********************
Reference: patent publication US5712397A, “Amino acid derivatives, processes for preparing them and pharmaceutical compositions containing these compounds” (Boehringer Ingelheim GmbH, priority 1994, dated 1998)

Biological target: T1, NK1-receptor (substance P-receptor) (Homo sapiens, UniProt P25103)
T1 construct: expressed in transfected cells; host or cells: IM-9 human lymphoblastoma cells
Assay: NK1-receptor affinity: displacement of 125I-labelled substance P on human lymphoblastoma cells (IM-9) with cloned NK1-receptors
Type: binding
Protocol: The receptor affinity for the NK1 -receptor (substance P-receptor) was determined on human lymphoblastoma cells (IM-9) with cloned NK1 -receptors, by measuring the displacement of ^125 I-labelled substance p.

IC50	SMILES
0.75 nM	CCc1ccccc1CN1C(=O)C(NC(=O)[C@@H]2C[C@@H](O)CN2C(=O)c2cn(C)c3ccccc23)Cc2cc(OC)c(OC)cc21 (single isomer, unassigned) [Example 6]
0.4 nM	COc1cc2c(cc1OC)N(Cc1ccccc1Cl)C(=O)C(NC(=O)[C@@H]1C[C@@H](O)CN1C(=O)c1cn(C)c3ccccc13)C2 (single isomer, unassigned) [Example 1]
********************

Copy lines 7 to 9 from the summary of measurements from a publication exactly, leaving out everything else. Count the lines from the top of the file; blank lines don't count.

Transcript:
IC50	SMILES
0.75 nM	CCc1ccccc1CN1C(=O)C(NC(=O)[C@@H]2C[C@@H](O)CN2C(=O)c2cn(C)c3ccccc23)Cc2cc(OC)c(OC)cc21 (single isomer, unassigned) [Example 6]
0.4 nM	COc1cc2c(cc1OC)N(Cc1ccccc1Cl)C(=O)C(NC(=O)[C@@H]1C[C@@H](O)CN1C(=O)c1cn(C)c3ccccc13)C2 (single isomer, unassigned) [Example 1]